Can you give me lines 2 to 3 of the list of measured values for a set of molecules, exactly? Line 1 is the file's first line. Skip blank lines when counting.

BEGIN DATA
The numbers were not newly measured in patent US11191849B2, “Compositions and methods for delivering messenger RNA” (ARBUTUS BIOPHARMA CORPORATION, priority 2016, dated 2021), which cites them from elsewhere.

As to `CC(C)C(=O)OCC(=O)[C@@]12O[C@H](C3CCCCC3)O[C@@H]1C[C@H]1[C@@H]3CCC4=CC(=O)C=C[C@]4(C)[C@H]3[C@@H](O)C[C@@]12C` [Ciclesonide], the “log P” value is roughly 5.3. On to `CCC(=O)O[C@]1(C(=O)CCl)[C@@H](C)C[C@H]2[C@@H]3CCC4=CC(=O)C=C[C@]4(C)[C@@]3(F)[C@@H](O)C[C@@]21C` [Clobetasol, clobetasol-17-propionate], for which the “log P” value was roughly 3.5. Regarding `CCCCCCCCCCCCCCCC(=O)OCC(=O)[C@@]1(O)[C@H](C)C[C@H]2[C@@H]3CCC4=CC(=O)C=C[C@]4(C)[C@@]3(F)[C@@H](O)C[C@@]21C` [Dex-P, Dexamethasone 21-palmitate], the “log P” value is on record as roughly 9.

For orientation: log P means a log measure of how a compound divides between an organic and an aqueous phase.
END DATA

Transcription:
As to `CC(C)C(=O)OCC(=O)[C@@]12O[C@H](C3CCCCC3)O[C@@H]1C[C@H]1[C@@H]3CCC4=CC(=O)C=C[C@]4(C)[C@H]3[C@@H](O)C[C@@]12C` [Ciclesonide], the “log P” value is roughly 5.3. On to `CCC(=O)O[C@]1(C(=O)CCl)[C@@H](C)C[C@H]2[C@@H]3CCC4=CC(=O)C=C[C@]4(C)[C@@]3(F)[C@@H](O)C[C@@]21C` [Clobetasol, clobetasol-17-propionate], for which the “log P” value was roughly 3.5. Regarding `CCCCCCCCCCCCCCCC(=O)OCC(=O)[C@@]1(O)[C@H](C)C[C@H]2[C@@H]3CCC4=CC(=O)C=C[C@]4(C)[C@@]3(F)[C@@H](O)C[C@@]21C` [Dex-P, Dexamethasone 21-palmitate], the “log P” value is on record as roughly 9.

For orientation: log P means a log measure of how a compound divides between an organic and an aqueous phase.